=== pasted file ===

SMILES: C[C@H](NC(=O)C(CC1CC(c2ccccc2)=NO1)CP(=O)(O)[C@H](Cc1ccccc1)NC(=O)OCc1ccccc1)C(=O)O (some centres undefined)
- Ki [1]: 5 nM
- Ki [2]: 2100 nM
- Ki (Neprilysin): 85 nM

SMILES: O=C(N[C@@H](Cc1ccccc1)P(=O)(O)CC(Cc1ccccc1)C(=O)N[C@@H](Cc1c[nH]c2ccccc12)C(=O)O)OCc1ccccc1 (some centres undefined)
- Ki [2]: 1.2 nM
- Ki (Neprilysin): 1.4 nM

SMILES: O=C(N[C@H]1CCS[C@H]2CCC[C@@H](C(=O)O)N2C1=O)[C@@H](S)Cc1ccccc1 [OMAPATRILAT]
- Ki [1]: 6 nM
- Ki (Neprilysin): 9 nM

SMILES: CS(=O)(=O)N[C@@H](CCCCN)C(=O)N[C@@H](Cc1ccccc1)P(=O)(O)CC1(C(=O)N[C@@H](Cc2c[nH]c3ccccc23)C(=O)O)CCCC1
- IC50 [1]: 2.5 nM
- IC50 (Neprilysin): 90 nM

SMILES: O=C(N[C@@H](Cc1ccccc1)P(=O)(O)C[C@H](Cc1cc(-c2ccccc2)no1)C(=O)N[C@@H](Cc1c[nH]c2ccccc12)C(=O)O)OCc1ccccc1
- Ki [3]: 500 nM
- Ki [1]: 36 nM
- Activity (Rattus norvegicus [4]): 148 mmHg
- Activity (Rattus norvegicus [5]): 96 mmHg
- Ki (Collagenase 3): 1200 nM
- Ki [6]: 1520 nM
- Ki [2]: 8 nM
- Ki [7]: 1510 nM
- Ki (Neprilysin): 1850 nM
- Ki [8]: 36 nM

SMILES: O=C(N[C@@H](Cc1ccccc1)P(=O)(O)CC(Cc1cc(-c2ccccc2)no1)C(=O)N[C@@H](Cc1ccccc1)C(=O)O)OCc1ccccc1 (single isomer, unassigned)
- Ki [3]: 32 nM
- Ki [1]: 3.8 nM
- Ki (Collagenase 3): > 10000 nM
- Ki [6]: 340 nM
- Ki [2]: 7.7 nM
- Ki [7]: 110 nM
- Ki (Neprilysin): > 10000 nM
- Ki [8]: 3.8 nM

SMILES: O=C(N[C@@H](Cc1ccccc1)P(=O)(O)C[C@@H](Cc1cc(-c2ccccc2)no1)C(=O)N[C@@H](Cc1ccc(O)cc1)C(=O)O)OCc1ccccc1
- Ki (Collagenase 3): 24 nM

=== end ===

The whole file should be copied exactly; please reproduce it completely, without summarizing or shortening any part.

SMILES: C[C@H](NC(=O)C(CC1CC(c2ccccc2)=NO1)CP(=O)(O)[C@H](Cc1ccccc1)NC(=O)OCc1ccccc1)C(=O)O (some centres undefined)
- Ki [1]: 5 nM
- Ki [2]: 2100 nM
- Ki (Neprilysin): 85 nM

SMILES: O=C(N[C@@H](Cc1ccccc1)P(=O)(O)CC(Cc1ccccc1)C(=O)N[C@@H](Cc1c[nH]c2ccccc12)C(=O)O)OCc1ccccc1 (some centres undefined)
- Ki [2]: 1.2 nM
- Ki (Neprilysin): 1.4 nM

SMILES: O=C(N[C@H]1CCS[C@H]2CCC[C@@H](C(=O)O)N2C1=O)[C@@H](S)Cc1ccccc1 [OMAPATRILAT]
- Ki [1]: 6 nM
- Ki (Neprilysin): 9 nM

SMILES: CS(=O)(=O)N[C@@H](CCCCN)C(=O)N[C@@H](Cc1ccccc1)P(=O)(O)CC1(C(=O)N[C@@H](Cc2c[nH]c3ccccc23)C(=O)O)CCCC1
- IC50 [1]: 2.5 nM
- IC50 (Neprilysin): 90 nM

SMILES: O=C(N[C@@H](Cc1ccccc1)P(=O)(O)C[C@H](Cc1cc(-c2ccccc2)no1)C(=O)N[C@@H](Cc1c[nH]c2ccccc12)C(=O)O)OCc1ccccc1
- Ki [3]: 500 nM
- Ki [1]: 36 nM
- Activity (Rattus norvegicus [4]): 148 mmHg
- Activity (Rattus norvegicus [5]): 96 mmHg
- Ki (Collagenase 3): 1200 nM
- Ki [6]: 1520 nM
- Ki [2]: 8 nM
- Ki [7]: 1510 nM
- Ki (Neprilysin): 1850 nM
- Ki [8]: 36 nM

SMILES: O=C(N[C@@H](Cc1ccccc1)P(=O)(O)CC(Cc1cc(-c2ccccc2)no1)C(=O)N[C@@H](Cc1ccccc1)C(=O)O)OCc1ccccc1 (single isomer, unassigned)
- Ki [3]: 32 nM
- Ki [1]: 3.8 nM
- Ki (Collagenase 3): > 10000 nM
- Ki [6]: 340 nM
- Ki [2]: 7.7 nM
- Ki [7]: 110 nM
- Ki (Neprilysin): > 10000 nM
- Ki [8]: 3.8 nM

SMILES: O=C(N[C@@H](Cc1ccccc1)P(=O)(O)C[C@@H](Cc1cc(-c2ccccc2)no1)C(=O)N[C@@H](Cc1ccc(O)cc1)C(=O)O)OCc1ccccc1
- Ki (Collagenase 3): 24 nM